Tuesday Teaching from Boys with Braids

Tuesday Teaching from Boys with Braids

Posted By Toyacoyah Brown February 8th, 2017 Last Updated on: February 8th, 2017

Boys with Braids is a movement across Turtle Island, dedicated to sharing the teachings of why boys, men and elders wear braids. A lot of young men sometimes feel ashamed to wear their hair long so it's been very uplifting for other boys and men to share why they wear their hair long.

CBC Radio: Unreserved recently interviewed Cultural educator, Cecil Sveinson about his long hair and teachings from his elders.

Make sure you follow along with Boys with Braids on their social media channels:




About Toyacoyah Brown

Toyacoyah Brown is an enrolled member of the Comanche Nation, currently living in Chicago. She received her B.A. in Journalism from the University of Oklahoma and an M.A. in Media Studies from the University of Texas at Austin. When she's not scouring the Internet for fun things to share with PowWows.com readers you can find her digging for vinyl in her local record store or curling up with a good book.

5 thoughts on “Tuesday Teaching from Boys with Braids

  1. Anna Trimboli says:

    That was beautiful I love it I don’t know how to braid I love how he said his spirit was connected to him and the earth . I wish I could braid so I can get better so if I have a partner I could braid his hair.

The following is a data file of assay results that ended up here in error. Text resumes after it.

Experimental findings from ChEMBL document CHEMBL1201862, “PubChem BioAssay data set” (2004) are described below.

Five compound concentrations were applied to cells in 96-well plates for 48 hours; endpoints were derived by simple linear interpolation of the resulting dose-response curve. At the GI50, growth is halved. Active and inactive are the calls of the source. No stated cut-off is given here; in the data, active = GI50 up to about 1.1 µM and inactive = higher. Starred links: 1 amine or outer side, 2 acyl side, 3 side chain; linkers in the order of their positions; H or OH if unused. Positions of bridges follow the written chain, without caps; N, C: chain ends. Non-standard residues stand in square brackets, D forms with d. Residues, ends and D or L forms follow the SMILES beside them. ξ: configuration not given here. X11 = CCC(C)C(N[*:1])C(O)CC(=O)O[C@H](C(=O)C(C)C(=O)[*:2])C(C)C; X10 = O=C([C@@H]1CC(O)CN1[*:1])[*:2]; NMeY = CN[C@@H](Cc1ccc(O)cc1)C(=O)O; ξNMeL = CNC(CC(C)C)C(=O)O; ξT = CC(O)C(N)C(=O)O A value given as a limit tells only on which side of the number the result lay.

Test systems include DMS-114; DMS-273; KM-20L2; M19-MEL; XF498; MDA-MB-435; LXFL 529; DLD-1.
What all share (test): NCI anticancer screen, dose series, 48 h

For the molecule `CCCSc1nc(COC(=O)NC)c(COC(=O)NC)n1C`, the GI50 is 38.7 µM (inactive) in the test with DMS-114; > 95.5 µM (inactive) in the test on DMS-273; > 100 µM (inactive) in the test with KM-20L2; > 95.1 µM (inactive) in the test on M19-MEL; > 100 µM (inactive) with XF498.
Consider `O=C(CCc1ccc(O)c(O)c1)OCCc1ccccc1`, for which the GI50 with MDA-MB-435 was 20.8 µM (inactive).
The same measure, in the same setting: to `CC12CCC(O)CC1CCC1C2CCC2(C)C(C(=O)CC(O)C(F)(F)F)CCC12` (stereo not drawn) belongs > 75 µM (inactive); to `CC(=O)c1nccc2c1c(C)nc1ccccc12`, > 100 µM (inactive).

2. Eva Johnson says:

    My son and grandson were long braids. When my son was in third grade he wanted his long hair cut because he was harassed and called a girl. I talked with an Indian mother who told me, “let him cut his hair it’s hard for a young boy to stand up for his self”. My grandson who is 12 has been ask, “why he has long hair and he’ll tell them, I am Native American and it’s my tradition “. I love to comb and braid their hair. Thank you for these teachings. Eva

  3. Clint Appelt says:

    I appreciate the information. THANK YOU. Anything on Dream Catchers?

  4. Thank brothers for your support in teaching why indigenous men choose to grow their and wear it in braided fashion. I’m am pupil-Nahuatl. At times I’ll wear two braids in respect to my northern brothers but typically I wear a single braid as that’s our tradition. I currently support s variety of groups that work to promote the correct understanding so as to empower folks away from stereotypes or culturally insensitive thinking. Be peaceful. I’ll extend my thoughts in prayer at our next smudge in your honor. 😌☺️👍🏽😎

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